29 March 2019

What GPs really want to know about

General Practice Social Media

General practitioners cope with information overload by using social media to ask each other clinical questions, most of them on just a handful of topics, according to a new Australian study.

Out of more than 1000 posts on the GPs Down Under Facebook group page in three weeks last year, researchers identified 204 clinical questions, which each received an average of 10 responses. About half the answers gave a justification for the response; only 6% referred to research evidence and only three cited a systematic review.

Just five topics accounted for almost 60% of the clinical questions – skin (23%), psychology (10%), cardiovascular (9%), female genital (8%), and musculoskeletal (7%) – suggesting areas where GP education might put more emphasis.

“Clinicians are increasingly using social media to communicate and network with colleagues, share information, and disseminate research findings,” the paper says.

“Thus, understanding clinicians’ use of social media networks to overcome information overload and address clinical questions generated from patient care is warranted.”

The study, published in BMC Family Practice this month, was led by Dr Loai Albarqouni from the Centre for Research in Evidence Based Practice at Bond University.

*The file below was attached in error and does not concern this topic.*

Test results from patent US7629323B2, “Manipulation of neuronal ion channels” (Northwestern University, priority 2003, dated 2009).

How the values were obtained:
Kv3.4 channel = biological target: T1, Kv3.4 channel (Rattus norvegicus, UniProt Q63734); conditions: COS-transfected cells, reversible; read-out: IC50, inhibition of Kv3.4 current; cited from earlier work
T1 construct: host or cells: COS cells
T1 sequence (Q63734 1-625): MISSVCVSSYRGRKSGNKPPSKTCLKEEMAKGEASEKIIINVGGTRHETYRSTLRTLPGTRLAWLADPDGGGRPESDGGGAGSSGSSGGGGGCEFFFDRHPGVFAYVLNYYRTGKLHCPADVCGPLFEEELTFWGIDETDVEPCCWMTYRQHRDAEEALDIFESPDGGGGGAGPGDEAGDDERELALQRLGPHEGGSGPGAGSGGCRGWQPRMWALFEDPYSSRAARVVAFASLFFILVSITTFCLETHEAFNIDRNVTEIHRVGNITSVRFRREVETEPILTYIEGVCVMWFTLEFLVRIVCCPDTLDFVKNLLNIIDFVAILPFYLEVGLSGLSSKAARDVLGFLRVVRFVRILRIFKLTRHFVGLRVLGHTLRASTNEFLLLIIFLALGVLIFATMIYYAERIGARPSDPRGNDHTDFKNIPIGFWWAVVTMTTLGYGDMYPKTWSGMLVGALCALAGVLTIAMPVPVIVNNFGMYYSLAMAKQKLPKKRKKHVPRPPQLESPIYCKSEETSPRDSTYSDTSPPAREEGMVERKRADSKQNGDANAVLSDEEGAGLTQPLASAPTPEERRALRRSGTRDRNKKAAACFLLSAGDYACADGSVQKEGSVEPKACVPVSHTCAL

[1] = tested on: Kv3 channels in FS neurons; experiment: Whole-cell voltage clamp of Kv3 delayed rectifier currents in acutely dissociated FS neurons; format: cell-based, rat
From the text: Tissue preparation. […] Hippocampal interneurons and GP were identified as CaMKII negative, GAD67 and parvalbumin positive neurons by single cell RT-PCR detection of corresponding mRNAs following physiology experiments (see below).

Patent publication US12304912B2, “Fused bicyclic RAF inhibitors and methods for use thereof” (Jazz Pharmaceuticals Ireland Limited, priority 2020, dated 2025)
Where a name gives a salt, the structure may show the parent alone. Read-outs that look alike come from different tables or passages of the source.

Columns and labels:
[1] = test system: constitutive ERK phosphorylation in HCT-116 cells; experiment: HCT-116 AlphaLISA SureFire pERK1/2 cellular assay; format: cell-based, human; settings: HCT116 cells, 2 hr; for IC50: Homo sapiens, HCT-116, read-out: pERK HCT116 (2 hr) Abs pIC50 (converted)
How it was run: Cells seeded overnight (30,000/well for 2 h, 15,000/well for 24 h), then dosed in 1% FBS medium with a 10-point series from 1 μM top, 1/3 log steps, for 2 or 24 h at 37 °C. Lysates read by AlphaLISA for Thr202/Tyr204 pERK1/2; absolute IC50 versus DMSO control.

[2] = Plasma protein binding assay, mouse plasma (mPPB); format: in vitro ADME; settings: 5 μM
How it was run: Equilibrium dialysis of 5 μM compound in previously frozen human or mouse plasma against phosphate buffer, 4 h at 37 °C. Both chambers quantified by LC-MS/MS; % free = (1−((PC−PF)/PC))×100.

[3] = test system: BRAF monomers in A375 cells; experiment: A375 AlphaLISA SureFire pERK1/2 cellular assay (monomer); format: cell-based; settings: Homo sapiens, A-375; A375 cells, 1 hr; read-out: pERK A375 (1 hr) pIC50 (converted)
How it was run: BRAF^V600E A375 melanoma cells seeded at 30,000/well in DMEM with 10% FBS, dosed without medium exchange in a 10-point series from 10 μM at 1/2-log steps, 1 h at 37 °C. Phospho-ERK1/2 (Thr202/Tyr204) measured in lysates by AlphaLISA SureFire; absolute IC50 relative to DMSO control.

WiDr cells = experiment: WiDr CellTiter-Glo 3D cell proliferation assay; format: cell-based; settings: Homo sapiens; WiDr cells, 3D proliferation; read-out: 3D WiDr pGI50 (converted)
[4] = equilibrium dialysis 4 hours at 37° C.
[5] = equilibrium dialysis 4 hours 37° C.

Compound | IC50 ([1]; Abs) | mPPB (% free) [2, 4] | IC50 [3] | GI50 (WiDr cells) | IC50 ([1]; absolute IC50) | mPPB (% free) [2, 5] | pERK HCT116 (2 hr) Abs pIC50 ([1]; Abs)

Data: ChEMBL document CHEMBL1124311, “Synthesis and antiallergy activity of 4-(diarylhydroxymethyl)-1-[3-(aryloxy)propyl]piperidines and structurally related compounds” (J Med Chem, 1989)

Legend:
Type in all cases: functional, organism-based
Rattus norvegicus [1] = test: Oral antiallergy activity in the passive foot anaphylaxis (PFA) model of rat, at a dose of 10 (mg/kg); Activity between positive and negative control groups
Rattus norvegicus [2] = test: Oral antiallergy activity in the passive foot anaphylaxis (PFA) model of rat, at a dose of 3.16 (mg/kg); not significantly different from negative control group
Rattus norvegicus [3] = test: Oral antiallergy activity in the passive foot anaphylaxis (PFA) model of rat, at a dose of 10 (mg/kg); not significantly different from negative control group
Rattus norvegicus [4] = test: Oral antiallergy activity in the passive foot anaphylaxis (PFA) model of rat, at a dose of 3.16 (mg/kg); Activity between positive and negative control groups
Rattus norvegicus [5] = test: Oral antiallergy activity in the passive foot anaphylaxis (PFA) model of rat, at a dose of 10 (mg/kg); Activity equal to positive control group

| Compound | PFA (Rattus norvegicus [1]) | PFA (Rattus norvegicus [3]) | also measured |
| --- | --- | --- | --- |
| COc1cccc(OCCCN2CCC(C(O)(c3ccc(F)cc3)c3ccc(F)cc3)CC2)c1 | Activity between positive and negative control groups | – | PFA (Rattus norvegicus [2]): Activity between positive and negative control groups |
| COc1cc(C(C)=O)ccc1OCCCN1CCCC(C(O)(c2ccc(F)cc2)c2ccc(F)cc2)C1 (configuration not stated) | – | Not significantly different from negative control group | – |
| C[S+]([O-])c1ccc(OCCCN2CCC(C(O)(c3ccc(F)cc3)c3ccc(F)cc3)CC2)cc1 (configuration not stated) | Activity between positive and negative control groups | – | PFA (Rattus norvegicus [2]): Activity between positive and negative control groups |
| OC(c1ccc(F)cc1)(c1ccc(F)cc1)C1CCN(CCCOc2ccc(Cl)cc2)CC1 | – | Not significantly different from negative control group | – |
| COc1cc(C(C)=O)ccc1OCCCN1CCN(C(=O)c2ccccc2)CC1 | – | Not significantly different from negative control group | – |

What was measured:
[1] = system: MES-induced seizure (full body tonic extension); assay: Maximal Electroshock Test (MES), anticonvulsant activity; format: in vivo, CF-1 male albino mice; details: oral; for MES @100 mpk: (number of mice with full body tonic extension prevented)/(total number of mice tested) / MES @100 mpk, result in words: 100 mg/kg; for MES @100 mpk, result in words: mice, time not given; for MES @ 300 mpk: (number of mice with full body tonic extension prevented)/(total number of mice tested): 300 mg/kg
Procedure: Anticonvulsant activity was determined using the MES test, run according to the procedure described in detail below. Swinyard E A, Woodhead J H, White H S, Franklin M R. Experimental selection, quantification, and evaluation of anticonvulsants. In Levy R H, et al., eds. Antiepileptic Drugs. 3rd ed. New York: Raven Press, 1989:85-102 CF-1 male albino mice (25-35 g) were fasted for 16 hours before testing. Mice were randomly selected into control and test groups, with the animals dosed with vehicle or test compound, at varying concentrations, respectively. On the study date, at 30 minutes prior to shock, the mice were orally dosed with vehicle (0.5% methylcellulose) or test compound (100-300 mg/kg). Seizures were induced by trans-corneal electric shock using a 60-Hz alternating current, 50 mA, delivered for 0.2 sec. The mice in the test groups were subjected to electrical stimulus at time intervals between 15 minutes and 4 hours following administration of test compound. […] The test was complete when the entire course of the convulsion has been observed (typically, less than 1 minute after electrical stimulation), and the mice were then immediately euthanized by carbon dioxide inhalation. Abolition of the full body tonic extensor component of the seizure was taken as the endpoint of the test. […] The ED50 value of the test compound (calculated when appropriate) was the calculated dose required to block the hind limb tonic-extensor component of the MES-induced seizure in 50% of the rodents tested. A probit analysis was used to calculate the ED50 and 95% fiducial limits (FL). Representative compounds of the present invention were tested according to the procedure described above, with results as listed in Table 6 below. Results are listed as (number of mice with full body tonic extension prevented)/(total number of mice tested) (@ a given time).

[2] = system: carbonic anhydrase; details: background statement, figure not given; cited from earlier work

Dr Albarqouni, a PhD candidate, told The Medical Republic he was interested in the ways GPs used and disseminated evidence.

“I was surprised by the amount of activity on this Facebook group, when most of the members are working full time,” he said. “In just 20 days there were more than 1000 posts and 200 out of these were clinical questions, or 10 per day.

“There could be potential for enhancing these social media networks, by using more evidence-based resources.

“I think there might be similar social media groups in other specialties, so this might be a good way to disseminate evidence.”

The team categorised clinical questions into “background” and “foreground” (for example, respectively, “What is myocardial infarction?” and “In adult patients with myocardial infarction, does aspirin increase survival?”). They further categorised the questions into diagnosis, treatment and management, and the subject of each question according to the International Classification of Primary Care system.

The writers acknowledged limitations in the study: the results may not be generalisable to doctors who are not active social media users; it captured only “known unknowns” – the questions where GPs recognised they had a deficit in knowledge – and missed “unknown unknowns”; and the study did not verify the validity of the information or evidence given, meaning answers that cited evidence might not be accurate while answers that did not cite evidence might be evidence-based and accurate nonetheless.

Dr Albarqouni said there could be further knowledge gaps that the GPs were either unaware of or unwilling to expose to the group.

Even if GPs had free access to the hundreds or thousands of journal articles on a topic, he said, “it’s easier and more sensible sometimes to ask someone who has expertise in this kind of disease or specialty”.

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